There are many reasons for high commodity prices. But recent data from FAO shows a pretty rapid slowdown in productivity growth. The price spike in 2008 occurred in a particularly bad year in which yields declined on a worldwide basis for three of the four largest food commodities. In 2009 all four of the majors saw yield declines, something that hasn't happened since 1974. 2010 couldn't have been much better and was probably worse, given how bad things were in the U.S, the world's largest producer and exporter (worldwide data for 2010 isn't available yet).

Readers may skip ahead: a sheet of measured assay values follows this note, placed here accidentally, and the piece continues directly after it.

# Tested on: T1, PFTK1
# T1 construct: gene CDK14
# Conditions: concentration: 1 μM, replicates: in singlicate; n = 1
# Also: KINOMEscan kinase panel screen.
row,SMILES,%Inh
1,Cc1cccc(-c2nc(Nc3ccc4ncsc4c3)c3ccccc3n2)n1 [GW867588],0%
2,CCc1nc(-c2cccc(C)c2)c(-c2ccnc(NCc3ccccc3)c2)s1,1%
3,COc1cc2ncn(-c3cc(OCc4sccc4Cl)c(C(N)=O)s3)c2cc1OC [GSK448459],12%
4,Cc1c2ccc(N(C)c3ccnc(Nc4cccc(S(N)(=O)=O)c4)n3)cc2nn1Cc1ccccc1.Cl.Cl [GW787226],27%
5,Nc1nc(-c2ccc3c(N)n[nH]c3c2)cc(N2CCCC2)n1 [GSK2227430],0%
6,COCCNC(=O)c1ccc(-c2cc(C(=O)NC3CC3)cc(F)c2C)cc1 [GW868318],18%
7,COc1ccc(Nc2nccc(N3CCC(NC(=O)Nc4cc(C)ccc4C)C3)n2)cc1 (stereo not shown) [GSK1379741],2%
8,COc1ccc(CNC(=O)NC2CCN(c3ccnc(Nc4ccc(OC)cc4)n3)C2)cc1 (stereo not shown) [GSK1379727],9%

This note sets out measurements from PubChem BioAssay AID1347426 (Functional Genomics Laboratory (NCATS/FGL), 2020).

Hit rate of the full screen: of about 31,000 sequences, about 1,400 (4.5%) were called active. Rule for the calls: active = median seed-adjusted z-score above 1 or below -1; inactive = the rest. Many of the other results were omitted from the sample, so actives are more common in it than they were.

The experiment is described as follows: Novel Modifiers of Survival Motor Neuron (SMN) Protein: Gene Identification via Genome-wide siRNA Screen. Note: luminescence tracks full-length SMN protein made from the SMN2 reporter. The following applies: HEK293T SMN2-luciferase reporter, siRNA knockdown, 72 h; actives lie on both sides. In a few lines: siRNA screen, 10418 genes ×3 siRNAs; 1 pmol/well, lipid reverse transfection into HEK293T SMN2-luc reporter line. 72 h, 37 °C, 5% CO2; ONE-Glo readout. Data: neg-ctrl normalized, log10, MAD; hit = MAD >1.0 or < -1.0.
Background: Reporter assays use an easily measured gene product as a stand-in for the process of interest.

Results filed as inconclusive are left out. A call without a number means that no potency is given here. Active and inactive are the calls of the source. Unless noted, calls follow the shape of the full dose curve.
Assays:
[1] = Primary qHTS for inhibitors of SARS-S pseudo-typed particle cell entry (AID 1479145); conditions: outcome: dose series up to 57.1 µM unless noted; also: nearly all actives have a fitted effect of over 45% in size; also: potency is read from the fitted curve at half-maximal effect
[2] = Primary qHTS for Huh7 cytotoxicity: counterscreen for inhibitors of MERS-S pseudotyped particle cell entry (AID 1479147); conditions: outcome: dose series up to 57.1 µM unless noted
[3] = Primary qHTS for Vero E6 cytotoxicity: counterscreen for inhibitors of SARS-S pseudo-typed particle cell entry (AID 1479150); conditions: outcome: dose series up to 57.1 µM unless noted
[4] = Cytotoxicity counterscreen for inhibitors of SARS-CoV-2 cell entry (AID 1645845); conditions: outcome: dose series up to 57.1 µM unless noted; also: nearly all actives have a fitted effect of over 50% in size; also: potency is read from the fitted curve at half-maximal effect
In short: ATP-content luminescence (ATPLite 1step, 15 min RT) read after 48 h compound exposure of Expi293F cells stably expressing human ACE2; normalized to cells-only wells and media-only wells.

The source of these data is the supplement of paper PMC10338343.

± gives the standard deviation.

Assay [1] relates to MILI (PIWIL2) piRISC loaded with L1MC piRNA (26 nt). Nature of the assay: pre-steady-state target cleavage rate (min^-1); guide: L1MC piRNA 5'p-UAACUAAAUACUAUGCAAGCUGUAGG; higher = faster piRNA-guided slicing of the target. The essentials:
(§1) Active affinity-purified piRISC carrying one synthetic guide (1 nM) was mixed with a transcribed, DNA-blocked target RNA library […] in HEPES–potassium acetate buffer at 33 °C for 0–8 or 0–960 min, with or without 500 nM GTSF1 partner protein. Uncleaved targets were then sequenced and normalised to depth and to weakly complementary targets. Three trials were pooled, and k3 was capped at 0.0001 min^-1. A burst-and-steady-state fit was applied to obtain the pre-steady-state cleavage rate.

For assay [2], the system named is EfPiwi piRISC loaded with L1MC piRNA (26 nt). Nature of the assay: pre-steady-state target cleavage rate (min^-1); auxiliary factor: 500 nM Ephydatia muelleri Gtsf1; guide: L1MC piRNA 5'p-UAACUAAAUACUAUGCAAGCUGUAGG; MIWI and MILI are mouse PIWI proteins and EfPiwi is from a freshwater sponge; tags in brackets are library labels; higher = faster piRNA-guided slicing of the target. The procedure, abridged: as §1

Here's the picture:
Maybe it's just bad luck with the weather. But I think it just may be a longer run phenomenon.
Yeah, resource scarcity will be in the news for awhile yet.
Update: Lots of interesting commentary over at Mark Thoma's blog. Nice of him to feature this post! (Thanks Mark!). One question came up about planted area diluting yields through expansion onto marginal lands. There might be some of that. But I think it's mainly a combination of weather and slowing technological progress in breeding. Cutbacks on basic science research do have consequences. And so does climate change, even if it hasn't affected the US, yet.
Anyway, here's the graph for planted area: